The Indian IT industry is growing at a very fast pace. In the last decade (1998 - 2009), the IT exports have grown at a CAGR of 33% while the domestic IT has grown at a CAGR of 26%. The IT exports have touched USD 47 billion in the year 2009 as compared to USD 2 billion in the year 1998. As per the NASSCOM study the IT/BPO industry has the potential to grow and become a $225 billion industry by the year 2020. This is almost four fold increase over the $60 billion industry in the year 2009. By the year 2020, the exports are expected to reach a figure of US$ 175 billion, while the domestic revenues are expected to reach US$ 50 billion.
The Indian IT industry is already grappling with huge issues on the supply side. This is more so while inducting fresh engineering graduates. The first issue relates to employability. Only 25% of the engineering graduates are employable. The second issue relates to deployment of these graduates on projects. The industry has to train them for 3-6 months before they can be deployed. The third issue is the demand-supply skew. The demand is almost constant through the year while the supply peaks in the middle of the year. All these challenges put a huge amount of burden on the industry in terms of on-boarding costs as well as opportunity cost for not billing on projects.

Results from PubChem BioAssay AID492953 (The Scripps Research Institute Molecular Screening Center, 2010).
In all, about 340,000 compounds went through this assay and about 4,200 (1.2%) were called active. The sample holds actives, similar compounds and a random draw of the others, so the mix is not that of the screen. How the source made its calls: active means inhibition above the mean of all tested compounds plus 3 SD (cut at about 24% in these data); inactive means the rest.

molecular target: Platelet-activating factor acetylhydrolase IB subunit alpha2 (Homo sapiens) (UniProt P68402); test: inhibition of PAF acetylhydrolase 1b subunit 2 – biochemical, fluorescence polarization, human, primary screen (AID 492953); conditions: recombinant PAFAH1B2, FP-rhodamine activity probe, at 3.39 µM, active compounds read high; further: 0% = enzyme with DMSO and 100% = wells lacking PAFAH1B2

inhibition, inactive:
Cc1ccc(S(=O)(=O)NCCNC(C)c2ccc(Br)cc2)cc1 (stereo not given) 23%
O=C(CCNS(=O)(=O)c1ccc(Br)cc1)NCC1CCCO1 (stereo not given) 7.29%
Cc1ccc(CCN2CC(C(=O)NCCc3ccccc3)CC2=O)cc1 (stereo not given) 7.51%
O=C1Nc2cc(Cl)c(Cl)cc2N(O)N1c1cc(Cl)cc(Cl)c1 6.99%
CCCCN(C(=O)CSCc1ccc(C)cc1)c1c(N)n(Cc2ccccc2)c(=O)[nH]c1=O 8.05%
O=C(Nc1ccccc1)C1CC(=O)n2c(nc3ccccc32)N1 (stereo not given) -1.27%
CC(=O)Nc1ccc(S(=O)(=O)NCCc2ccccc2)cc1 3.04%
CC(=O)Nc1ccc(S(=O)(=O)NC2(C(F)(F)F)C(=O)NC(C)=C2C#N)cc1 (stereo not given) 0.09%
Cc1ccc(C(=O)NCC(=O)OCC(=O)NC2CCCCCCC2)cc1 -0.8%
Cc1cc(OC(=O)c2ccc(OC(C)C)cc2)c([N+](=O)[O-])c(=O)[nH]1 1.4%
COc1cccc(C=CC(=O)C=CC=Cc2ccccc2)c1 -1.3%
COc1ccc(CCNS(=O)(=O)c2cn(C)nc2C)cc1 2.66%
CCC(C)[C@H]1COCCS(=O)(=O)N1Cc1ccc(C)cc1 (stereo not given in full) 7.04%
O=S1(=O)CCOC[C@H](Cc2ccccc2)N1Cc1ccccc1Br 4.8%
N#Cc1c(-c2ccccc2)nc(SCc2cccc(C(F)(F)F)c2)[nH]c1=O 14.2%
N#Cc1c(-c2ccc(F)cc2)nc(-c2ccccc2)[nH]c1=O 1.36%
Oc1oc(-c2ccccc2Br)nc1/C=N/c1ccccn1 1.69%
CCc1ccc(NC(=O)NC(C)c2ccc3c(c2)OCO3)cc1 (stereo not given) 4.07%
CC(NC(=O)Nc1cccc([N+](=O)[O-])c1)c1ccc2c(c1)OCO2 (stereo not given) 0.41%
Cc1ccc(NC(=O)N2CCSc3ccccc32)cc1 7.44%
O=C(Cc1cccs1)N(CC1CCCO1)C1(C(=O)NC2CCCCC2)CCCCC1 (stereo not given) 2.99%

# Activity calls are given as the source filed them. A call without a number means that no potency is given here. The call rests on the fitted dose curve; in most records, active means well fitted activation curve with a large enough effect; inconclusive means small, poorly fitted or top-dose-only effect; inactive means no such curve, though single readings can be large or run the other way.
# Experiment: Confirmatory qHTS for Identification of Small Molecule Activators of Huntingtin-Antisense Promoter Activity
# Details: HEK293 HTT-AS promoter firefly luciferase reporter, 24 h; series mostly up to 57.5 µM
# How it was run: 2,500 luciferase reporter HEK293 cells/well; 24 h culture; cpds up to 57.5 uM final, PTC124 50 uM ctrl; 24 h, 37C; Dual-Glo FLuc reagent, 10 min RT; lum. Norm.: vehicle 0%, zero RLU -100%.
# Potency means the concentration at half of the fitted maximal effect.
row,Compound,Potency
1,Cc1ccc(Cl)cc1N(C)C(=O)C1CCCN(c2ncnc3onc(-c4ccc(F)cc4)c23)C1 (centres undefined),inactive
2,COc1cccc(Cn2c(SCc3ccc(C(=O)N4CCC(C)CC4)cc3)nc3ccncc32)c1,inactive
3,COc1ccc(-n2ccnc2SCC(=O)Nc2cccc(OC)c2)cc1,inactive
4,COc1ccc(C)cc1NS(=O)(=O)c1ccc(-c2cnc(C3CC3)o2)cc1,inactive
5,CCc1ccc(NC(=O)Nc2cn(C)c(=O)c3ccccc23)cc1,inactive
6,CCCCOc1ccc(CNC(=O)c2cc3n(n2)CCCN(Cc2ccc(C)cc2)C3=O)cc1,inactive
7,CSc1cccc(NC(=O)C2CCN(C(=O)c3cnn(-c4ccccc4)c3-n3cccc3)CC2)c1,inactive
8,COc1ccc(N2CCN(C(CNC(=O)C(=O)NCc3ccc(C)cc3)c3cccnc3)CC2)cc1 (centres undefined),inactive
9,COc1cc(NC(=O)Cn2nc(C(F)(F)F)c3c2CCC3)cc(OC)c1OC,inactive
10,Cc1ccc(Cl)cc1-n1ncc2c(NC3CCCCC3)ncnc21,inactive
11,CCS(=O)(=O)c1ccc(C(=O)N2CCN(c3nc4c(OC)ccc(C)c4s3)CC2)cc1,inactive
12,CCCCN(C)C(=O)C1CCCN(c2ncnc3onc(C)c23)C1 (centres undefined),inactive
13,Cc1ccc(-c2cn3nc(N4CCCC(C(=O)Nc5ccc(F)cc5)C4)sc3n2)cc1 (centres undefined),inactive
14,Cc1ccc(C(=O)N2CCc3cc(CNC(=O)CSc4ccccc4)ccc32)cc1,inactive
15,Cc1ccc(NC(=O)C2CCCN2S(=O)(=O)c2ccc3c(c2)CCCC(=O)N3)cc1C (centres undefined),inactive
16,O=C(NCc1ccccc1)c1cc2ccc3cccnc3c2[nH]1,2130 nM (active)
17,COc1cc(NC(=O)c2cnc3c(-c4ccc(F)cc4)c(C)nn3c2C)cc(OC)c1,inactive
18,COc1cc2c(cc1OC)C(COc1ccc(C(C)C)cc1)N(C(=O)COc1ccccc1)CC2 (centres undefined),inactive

Since only 25% of the engineering graduates are employable, currently the IT industry is focused on hiring only these graduates. This leads to intense competition as every company scrambles to get the top talent from the engineering colleges. It also puts immense pressure on entry level salaries due to the pressure to attract the top 25% graduates. In addition, the IT companies are forced to hire 12-18 months in advance. The companies hire in advance to lock-in the employable graduates. In all such cases, the numbers to be hired are approximate forecasted numbers. The mismatch between the forecasted numbers and the actual numbers leads to a significant bench cost.